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CFP: Palestinian historians/historians of Palestine: writing under the Mandate and beyond

Submission deadline: February 14, 2018

Conference date(s):
June 29, 2018

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Conference Venue:

Department of History, King's College London
London, United Kingdom

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Call For Papers

Palestinian historians/historians of Palestine: writing under the Mandate and beyond

The works of historians such as Abdul Latif Tibawi (1910-1981), Arif al-Arif (1892-1973) and Izzat Darwaza (1888-1984) were ground-breaking in their time and still contain significant insights for scholars today. Tibawi’s own impacts on thinking around European and American imperialisms, and his critiques of Western scholarship on Islam and the Middle East, are only two cases in point. And yet many of this generation of Palestinian historians are little-studied, especially in European languages. Almost all of Tibawi’s books, for instance, are now out of print, and his thought on orientalism and its impacts on Western scholarship is a brief mention or a footnote in commentaries on the work of Edward Said.

The biographies and works of many of these scholars share common elements: origins in the final decades of Ottoman Greater Syria; adherence to forms of Arab and Palestinian nationalism; employment within the British Mandate administration; and works which span disciplines and periods of history, from the modern history of Palestine and Greater Syria and the impacts on them of international imperialism, to the Qur’an, Islamic theology, ethnography and memoir. As such, their lives and works provoke a wide range of questions in areas such as intellectual production, colonialism, the relationship between faith, activism, and scholarship, and the role of biography in understanding historical writing.

This colloquium is intended to bring together scholars interested in twentieth century Palestinian intellectual history and historiography broadly, and the lives and works of scholars such as Tibawi, al-Arif, Darwaza and Stephan, from any and all angles. Subjects which might be profitably considered include, but are not limited to:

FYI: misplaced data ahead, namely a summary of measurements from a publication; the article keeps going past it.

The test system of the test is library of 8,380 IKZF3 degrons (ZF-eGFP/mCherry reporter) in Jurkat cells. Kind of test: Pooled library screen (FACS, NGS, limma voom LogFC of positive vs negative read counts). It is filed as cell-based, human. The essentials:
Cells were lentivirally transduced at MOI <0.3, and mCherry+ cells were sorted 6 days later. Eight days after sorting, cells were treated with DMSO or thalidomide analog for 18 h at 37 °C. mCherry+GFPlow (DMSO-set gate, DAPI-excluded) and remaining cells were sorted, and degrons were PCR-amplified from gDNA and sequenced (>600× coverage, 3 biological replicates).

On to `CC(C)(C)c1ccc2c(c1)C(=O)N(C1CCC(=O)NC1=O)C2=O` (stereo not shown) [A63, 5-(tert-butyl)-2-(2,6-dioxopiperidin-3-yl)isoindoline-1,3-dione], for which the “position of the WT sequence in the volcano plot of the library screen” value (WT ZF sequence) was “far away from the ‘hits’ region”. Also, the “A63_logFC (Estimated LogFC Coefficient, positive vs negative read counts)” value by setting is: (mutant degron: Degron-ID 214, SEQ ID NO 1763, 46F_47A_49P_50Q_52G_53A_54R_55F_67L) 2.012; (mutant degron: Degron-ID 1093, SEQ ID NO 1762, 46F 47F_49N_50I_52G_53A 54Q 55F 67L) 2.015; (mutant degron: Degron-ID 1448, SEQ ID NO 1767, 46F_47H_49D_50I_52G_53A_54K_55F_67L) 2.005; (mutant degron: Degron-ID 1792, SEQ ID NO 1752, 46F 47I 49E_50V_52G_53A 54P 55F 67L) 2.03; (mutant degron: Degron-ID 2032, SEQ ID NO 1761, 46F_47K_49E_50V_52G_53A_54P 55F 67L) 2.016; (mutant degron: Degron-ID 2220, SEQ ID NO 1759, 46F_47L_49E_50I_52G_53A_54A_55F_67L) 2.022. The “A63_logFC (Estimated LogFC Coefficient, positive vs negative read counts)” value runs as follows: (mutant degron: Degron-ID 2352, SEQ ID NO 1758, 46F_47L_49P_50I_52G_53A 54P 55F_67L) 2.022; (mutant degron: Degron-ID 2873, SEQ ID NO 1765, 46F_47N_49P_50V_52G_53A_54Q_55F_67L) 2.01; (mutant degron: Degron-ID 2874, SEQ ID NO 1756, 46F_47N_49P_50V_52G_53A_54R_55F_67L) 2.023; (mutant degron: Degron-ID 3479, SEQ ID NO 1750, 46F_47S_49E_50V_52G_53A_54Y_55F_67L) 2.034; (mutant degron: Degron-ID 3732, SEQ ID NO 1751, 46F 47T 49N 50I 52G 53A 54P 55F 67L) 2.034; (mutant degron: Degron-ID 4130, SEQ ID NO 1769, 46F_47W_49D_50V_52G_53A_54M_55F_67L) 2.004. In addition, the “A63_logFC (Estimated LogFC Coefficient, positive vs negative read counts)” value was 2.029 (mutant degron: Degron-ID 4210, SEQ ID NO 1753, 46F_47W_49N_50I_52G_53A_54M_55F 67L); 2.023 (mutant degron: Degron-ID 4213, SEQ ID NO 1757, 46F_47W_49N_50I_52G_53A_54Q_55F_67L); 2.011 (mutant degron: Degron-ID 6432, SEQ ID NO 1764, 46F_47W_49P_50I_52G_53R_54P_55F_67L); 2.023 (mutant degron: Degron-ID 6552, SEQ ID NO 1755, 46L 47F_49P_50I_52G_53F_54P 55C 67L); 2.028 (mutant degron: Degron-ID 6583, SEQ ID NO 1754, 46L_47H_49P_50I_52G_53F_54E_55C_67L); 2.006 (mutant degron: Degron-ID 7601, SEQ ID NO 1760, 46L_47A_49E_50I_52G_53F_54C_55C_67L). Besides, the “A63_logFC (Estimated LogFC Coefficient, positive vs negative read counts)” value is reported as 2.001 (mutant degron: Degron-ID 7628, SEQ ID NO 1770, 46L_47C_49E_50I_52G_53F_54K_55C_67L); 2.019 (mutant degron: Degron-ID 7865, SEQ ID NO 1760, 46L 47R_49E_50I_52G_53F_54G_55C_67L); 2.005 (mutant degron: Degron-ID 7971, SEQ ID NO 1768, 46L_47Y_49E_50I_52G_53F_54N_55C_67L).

• The entanglement of intellectual production and colonial society amongst Mandate and early post-1948 Palestinian scholars
  • The existence – or not – of a distinct school or schools of Palestinian historiography with roots in the interwar period
  • the work done by such scholars for the British Mandate administration in Palestine
  • the position and experiences of Palestinian refugee intellectuals in diaspora post-1948
  • the contributions of scholars such as Tibawi, Darwazeh et al to the construction of a field of Palestinian history and our understandings of their own period
  • their contributions in the context of imperial/colonial history
  • Tibawi’s description and analysis of the work of Western Orientalist scholars and his contribution to the theory of Orientalism; other early non-Western developments of ideas in this area
  • The relationship between Islam and history in the thought of Palestinian historians of the mid-twentieth century
  • Institutions and intellectual networks post-1948 and the host country experiences of Palestinian historians
  • The biographies, backgrounds and social environments of Palestinian historians in the Mandate and post-1948

Proposals for papers at the colloquium should be sent to sarah.irving@kcl.ac.uk by 14th February 2018, and should comprise an abstract of c.200 words and an academic CV. Applications from scholars wishing to participate as discussants rather than present their own research are also warmly welcomed. We are able to provide support with travel and accommodation costs for a small number of postgraduate and early career participants; please mention in your application if you would like to apply for this.

The colloquium will take place at King’s College London on 29th June 2018. It is anticipated that selected papers will be published as a journal special edition. Further information, including abstracts and updates, will be published at tibawiatkings.wordpress.com.

This event is funded with the generous support of the Royal Historical Society and the History department of King’s College London

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